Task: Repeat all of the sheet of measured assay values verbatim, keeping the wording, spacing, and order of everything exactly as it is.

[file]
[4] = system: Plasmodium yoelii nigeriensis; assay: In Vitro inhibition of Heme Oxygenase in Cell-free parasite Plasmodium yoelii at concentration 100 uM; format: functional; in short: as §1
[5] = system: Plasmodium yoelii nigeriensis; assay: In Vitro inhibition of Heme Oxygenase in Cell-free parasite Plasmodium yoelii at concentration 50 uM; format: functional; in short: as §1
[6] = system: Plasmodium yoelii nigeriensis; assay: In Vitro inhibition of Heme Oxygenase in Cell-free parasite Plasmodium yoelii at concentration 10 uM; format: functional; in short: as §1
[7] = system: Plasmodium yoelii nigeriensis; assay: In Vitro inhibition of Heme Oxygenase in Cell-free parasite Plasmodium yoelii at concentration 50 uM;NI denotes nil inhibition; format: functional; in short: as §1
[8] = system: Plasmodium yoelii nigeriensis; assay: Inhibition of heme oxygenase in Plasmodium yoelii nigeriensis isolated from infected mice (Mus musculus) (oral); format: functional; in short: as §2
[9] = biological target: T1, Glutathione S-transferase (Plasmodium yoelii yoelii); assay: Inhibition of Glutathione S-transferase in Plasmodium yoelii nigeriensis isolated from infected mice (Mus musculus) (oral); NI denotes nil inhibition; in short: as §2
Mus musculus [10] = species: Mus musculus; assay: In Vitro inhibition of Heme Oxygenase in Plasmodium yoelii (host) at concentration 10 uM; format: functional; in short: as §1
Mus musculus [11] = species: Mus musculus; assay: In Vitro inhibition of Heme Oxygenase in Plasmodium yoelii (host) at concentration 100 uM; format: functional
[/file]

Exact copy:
[4] = system: Plasmodium yoelii nigeriensis; assay: In Vitro inhibition of Heme Oxygenase in Cell-free parasite Plasmodium yoelii at concentration 100 uM; format: functional; in short: as §1
[5] = system: Plasmodium yoelii nigeriensis; assay: In Vitro inhibition of Heme Oxygenase in Cell-free parasite Plasmodium yoelii at concentration 50 uM; format: functional; in short: as §1
[6] = system: Plasmodium yoelii nigeriensis; assay: In Vitro inhibition of Heme Oxygenase in Cell-free parasite Plasmodium yoelii at concentration 10 uM; format: functional; in short: as §1
[7] = system: Plasmodium yoelii nigeriensis; assay: In Vitro inhibition of Heme Oxygenase in Cell-free parasite Plasmodium yoelii at concentration 50 uM;NI denotes nil inhibition; format: functional; in short: as §1
[8] = system: Plasmodium yoelii nigeriensis; assay: Inhibition of heme oxygenase in Plasmodium yoelii nigeriensis isolated from infected mice (Mus musculus) (oral); format: functional; in short: as §2
[9] = biological target: T1, Glutathione S-transferase (Plasmodium yoelii yoelii); assay: Inhibition of Glutathione S-transferase in Plasmodium yoelii nigeriensis isolated from infected mice (Mus musculus) (oral); NI denotes nil inhibition; in short: as §2
Mus musculus [10] = species: Mus musculus; assay: In Vitro inhibition of Heme Oxygenase in Plasmodium yoelii (host) at concentration 10 uM; format: functional; in short: as §1
Mus musculus [11] = species: Mus musculus; assay: In Vitro inhibition of Heme Oxygenase in Plasmodium yoelii (host) at concentration 100 uM; format: functional